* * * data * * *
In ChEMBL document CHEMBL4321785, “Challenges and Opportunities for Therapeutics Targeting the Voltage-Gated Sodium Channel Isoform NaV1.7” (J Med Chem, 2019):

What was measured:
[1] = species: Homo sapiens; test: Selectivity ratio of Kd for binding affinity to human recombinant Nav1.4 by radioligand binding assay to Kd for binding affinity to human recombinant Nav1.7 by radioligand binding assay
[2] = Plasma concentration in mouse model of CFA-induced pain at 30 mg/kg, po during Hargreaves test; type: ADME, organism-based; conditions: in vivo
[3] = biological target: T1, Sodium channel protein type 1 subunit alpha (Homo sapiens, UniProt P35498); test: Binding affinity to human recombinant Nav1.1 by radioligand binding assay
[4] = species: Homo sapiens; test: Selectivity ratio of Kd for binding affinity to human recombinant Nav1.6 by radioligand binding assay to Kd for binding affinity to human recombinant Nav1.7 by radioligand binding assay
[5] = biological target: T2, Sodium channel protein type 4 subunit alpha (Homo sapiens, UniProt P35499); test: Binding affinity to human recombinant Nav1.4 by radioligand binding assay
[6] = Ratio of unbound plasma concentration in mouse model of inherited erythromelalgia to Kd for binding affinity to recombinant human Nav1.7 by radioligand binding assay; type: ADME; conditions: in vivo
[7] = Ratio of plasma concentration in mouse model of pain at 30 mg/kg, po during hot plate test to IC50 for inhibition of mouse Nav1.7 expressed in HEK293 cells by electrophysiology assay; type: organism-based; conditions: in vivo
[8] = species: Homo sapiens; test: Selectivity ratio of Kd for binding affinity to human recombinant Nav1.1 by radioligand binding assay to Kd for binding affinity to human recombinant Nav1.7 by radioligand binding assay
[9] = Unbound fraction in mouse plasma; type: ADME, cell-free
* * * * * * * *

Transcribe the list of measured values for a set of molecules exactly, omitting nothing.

In ChEMBL document CHEMBL4321785, “Challenges and Opportunities for Therapeutics Targeting the Voltage-Gated Sodium Channel Isoform NaV1.7” (J Med Chem, 2019):

What was measured:
[1] = species: Homo sapiens; test: Selectivity ratio of Kd for binding affinity to human recombinant Nav1.4 by radioligand binding assay to Kd for binding affinity to human recombinant Nav1.7 by radioligand binding assay
[2] = Plasma concentration in mouse model of CFA-induced pain at 30 mg/kg, po during Hargreaves test; type: ADME, organism-based; conditions: in vivo
[3] = biological target: T1, Sodium channel protein type 1 subunit alpha (Homo sapiens, UniProt P35498); test: Binding affinity to human recombinant Nav1.1 by radioligand binding assay
[4] = species: Homo sapiens; test: Selectivity ratio of Kd for binding affinity to human recombinant Nav1.6 by radioligand binding assay to Kd for binding affinity to human recombinant Nav1.7 by radioligand binding assay
[5] = biological target: T2, Sodium channel protein type 4 subunit alpha (Homo sapiens, UniProt P35499); test: Binding affinity to human recombinant Nav1.4 by radioligand binding assay
[6] = Ratio of unbound plasma concentration in mouse model of inherited erythromelalgia to Kd for binding affinity to recombinant human Nav1.7 by radioligand binding assay; type: ADME; conditions: in vivo
[7] = Ratio of plasma concentration in mouse model of pain at 30 mg/kg, po during hot plate test to IC50 for inhibition of mouse Nav1.7 expressed in HEK293 cells by electrophysiology assay; type: organism-based; conditions: in vivo
[8] = species: Homo sapiens; test: Selectivity ratio of Kd for binding affinity to human recombinant Nav1.1 by radioligand binding assay to Kd for binding affinity to human recombinant Nav1.7 by radioligand binding assay
[9] = Unbound fraction in mouse plasma; type: ADME, cell-free